Congratulations must go to Sammy & Co on the 1st birthday issue of Australian Bushfoods magazine, well done. May there be many more to follow!

Index: 6
From the Ed
Introducing diploglottis
Aboriginal Food
Temperate species
Tourists and Bushfoods
Essential Oil Distillation
Profile: Brian King
Bushfood Plants for Colder Climates
3 Bucket Garden
Profile: Jenny Allen
Bush Jams - John Wrench
Company profiles
Book reviews
Who's buying and selling

The Three Bucket Garden ~ Part 2

Colleen Keena, Qld

Continued from Issue 5...

Where the planting merged into neighbouring properties, trees and shrubs from forests were included, e.g. Acacia fimbriata, Hovea purpurea, Lophostemon confertus. "Faunascaping" was not ignored, with species such as Ficus coronata, Harpullia pendula, Lomandra longifolia, Lopho-stemon confertus and Stenocarpus sinuatus included as food plants for butterflies and their larvae, and plants such as Ficus fraseri, Glochidion ferdinandi, Grevillea robusta, Hibiscus heterophyllus, Stenocarpus sinuatus and Syzygium sp. to attract birds.

The site formed a triangle, with equal sides of approximately 50 m and a slope of about 30 degrees.

A plan was drawn to indicate where the beds should go. The beds were designed to intercept surface flow and allow it to soak into the ground, control run-off and erosion and direct surplus water into a dam. As well, the planting  was arranged so each plant received adequate sunlight. The soil varied from red soil to sandy loam. After deep-ripping, mounding and channelling, planting took place in mid-October with plants obtained from a local rainforest nursery specialising in south-east Queensland species. Plants were in pots of 125 mm or more to ensure a satisfactory survival rate. The owners planted 1.5 to 2 metres apart and then mulched as much as possible with an organic mulch. The drought affected availability of mulch and some beds have not as yet been mulched. These have required weeding as the growth of rainforest plants is adversely inhibited to an even greater extent than other plants by grass and weeds.

As well as indicating the layout of the beds, the plan indicated the species to be included in each section but the owners decided on the placement of each plant. Design characteristics of rainforest plants were exploited for aesthetic purposes, particularly colour and texture. White is a favourite of the owner and so white plants were included where possible, e.g. the Hibiscus heterophyllus plants were white rather than yellow. Texture was an important design element. Plants closest to the house verandah were chosen for the large leaves expected of rainforest plants whereas plants backing onto the eucalyptus forest behind the garden were selected to blend into the background, e.g. Lophostemon confertus. Even in the beds closest to the house, plants were chosen both to blend, e.g. Grevillea hilliana and Buckinghamia celsissima and to contrast, e.g. Grevillea hilliana and Grevillea robusta.

From mid-October until mid-February, only very occasional, very light showers occurred. Temperatures at times reached well over 40o C. No plant received more than three buckets of water throughout this entire period. An inspection of plants prior to the mid-February arrival of rain showed only one unmulched plant drooping slightly. The only plants which died were damaged in a severe windstorm just after planting and were mostly the smallest plants that had been planted. These were replaced and the replacements have grown well. The owners have been so impressed with their "rainforest", they have dug up even more lawn and today their neighbour who is tired of watering his acreage was on a `tour of inspection'. The drought certainly has provided the impetus not only to re-evaluate attitudes to use of water in the garden but also to implement strategies to ensure a water-efficient garden, even one comprised of rainforest species.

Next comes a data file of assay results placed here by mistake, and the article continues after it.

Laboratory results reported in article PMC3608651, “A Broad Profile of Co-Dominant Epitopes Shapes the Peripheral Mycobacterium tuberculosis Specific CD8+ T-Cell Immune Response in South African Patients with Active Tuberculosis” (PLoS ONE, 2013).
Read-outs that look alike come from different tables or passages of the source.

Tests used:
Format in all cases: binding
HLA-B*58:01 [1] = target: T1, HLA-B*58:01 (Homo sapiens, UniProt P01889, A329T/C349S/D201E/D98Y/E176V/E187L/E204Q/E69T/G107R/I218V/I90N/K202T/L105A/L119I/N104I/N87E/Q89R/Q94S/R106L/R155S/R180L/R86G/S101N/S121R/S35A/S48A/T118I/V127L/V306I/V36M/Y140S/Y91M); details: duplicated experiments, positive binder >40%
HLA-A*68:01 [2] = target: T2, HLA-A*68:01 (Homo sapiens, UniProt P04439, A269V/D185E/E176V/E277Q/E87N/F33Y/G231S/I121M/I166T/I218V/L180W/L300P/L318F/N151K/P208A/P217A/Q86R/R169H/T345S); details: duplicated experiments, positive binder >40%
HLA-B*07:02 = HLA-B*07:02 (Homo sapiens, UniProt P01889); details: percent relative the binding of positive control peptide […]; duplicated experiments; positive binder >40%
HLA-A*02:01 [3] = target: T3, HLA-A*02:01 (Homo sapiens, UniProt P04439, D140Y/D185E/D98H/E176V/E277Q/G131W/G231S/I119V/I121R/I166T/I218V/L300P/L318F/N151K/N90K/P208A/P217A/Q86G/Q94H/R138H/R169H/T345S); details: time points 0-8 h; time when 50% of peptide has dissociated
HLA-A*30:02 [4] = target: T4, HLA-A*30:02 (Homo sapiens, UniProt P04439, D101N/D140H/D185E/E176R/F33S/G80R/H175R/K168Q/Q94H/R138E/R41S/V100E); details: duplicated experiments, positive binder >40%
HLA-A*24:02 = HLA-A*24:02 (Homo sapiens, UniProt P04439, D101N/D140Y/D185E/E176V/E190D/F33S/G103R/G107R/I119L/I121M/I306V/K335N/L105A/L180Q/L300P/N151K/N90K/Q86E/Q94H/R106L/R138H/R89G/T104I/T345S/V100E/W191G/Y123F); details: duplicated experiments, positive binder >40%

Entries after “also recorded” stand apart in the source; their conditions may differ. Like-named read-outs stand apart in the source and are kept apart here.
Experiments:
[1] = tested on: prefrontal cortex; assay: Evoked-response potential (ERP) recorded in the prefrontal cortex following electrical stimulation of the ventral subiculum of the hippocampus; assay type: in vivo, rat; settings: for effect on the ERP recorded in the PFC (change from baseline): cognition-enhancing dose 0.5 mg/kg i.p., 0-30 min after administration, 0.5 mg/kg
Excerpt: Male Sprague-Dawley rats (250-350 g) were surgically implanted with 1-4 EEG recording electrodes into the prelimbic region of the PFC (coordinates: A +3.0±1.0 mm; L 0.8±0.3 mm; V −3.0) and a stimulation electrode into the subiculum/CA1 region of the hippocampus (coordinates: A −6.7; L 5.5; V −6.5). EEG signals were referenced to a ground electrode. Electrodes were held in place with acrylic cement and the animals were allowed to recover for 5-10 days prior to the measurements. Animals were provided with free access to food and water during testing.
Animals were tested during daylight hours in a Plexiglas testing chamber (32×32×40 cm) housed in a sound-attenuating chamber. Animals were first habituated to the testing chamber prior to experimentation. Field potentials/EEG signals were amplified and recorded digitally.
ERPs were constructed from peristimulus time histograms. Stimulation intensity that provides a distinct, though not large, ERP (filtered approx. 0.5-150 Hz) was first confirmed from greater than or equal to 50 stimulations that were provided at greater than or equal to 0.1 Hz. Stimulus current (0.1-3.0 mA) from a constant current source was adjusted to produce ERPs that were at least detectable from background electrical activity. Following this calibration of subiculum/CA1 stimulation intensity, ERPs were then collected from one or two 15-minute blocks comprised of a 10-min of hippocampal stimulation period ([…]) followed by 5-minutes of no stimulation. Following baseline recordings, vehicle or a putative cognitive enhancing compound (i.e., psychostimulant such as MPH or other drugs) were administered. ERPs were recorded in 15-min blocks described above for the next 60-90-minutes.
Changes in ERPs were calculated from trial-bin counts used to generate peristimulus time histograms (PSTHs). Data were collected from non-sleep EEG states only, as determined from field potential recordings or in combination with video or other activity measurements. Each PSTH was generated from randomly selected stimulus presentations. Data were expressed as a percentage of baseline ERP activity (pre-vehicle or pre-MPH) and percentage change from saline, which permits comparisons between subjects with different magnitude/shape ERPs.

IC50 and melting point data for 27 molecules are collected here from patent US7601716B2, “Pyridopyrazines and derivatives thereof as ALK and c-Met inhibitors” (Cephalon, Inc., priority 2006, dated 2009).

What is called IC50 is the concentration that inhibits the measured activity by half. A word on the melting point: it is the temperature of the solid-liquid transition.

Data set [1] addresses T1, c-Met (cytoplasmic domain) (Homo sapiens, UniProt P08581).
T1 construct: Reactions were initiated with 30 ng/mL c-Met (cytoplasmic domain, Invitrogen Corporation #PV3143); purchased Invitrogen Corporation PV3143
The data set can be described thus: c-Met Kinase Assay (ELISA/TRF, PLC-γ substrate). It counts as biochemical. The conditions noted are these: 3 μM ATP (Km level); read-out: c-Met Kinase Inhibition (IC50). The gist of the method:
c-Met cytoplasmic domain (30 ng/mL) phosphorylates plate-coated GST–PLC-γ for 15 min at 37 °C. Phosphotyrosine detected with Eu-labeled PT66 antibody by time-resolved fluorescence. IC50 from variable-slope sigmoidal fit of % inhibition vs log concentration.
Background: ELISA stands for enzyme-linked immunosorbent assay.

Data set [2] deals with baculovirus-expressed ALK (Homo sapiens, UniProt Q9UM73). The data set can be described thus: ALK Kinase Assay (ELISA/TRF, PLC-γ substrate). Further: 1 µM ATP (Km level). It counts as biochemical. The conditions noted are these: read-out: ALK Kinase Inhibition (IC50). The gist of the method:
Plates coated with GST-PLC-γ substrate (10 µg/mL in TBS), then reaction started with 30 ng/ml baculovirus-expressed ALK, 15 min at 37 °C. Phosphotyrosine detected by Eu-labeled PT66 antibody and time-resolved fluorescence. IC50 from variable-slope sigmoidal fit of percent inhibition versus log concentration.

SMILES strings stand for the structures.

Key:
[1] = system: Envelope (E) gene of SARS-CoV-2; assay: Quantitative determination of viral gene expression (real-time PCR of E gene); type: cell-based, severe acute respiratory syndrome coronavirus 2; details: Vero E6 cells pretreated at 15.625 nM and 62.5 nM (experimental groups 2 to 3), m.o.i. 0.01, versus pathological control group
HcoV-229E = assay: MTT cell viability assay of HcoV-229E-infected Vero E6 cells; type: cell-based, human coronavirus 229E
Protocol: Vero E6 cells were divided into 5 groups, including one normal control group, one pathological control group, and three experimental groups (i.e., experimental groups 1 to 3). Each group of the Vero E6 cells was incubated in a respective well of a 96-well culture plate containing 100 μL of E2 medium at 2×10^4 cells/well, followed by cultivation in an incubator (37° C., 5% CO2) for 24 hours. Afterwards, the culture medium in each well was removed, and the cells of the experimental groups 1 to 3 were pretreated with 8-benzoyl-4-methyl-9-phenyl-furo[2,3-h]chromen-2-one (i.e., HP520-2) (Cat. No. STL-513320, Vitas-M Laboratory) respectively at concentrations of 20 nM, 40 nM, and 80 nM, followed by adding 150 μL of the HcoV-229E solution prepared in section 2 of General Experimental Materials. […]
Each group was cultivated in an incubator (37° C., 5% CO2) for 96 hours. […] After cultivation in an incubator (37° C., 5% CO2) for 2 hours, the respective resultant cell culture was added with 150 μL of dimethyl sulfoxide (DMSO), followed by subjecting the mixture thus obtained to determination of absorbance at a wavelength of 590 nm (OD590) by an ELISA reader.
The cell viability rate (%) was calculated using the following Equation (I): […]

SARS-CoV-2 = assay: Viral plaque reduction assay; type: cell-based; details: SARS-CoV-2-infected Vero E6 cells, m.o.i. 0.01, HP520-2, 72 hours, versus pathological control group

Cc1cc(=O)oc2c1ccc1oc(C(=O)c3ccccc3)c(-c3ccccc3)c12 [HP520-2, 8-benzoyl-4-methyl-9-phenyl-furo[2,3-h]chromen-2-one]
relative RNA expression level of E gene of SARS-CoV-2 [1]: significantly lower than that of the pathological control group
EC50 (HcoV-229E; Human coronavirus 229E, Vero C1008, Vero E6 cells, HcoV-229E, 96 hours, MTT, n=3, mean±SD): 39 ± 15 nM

Much has been written about minimising water demand. To this should be added the knowledge of those who have specialised in growing "native" species, for example:

  • mounding and channelling (John Hunt)

  • deep-ripping as advocated by Peter and Ann Radke and Garry and Nada Sankowsky of Yuruga Nursery in Growing Australian Tropical Plants

  • deep-ripping and use of local species as described in Putting Back the Forest, A Landcare Guide for Brookfield Pullenvale and Moggill by Bryan Hacker, Rona Butler and Rae Rekdahl

  • deep-ripping, water traps, mounds and use of local species advocated by DPI Queensland in Tree Note 818 and Tree Note 823

  • deep-ripping and mounds illustrated by Ralph Bailey and Julie Lake in Creating an Australian Rainforest Garden (reviewed by Neil Marriott in GDSG Newsletter 7, pp6)

For those interested in designing with rainforest plants, Darren Mansfield in Australian Rainforest Plants for Your Garden (Mount Annan Botanic Garden Native Plant Series) starts with site analysis and functional requirements and includes architectural uses, engineering purposes, climate control, aesthetic reasons and appreciation and identification of the plants themselves.


The next section includes small space design, large space design, narrow space design, formal gardens, naturalistic, bush tucker and there is a section entitled `using rainforest plants with or in place of exotic plants.'

Designing for drought can be achieved with Australian rainforest species. Establishing a water-efficient garden can be successful, even in extreme weather conditions. This project has given a new dimension to my understanding of use of water in the garden. The owner of the garden laughed when he read the first draft of this article and commented "A three bucket rainforest? Yes, and that's all it will ever get!"

*P.S. The neighbour has started digging!